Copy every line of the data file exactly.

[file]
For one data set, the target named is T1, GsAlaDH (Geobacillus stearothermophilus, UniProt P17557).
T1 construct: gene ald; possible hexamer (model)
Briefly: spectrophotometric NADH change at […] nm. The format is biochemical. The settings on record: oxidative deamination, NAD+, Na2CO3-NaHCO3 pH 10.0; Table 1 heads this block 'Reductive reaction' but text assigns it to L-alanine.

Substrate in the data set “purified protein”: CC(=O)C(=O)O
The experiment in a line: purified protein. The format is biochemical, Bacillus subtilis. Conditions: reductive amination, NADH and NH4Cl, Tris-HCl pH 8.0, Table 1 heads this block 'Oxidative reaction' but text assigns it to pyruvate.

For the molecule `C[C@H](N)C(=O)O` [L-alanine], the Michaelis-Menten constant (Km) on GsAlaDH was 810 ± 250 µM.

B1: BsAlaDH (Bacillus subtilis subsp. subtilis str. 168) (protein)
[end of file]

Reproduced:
For one data set, the target named is T1, GsAlaDH (Geobacillus stearothermophilus, UniProt P17557).
T1 construct: gene ald; possible hexamer (model)
Briefly: spectrophotometric NADH change at […] nm. The format is biochemical. The settings on record: oxidative deamination, NAD+, Na2CO3-NaHCO3 pH 10.0; Table 1 heads this block 'Reductive reaction' but text assigns it to L-alanine.

Substrate in the data set “purified protein”: CC(=O)C(=O)O
The experiment in a line: purified protein. The format is biochemical, Bacillus subtilis. Conditions: reductive amination, NADH and NH4Cl, Tris-HCl pH 8.0, Table 1 heads this block 'Oxidative reaction' but text assigns it to pyruvate.

For the molecule `C[C@H](N)C(=O)O` [L-alanine], the Michaelis-Menten constant (Km) on GsAlaDH was 810 ± 250 µM.

B1: BsAlaDH (Bacillus subtilis subsp. subtilis str. 168) (protein)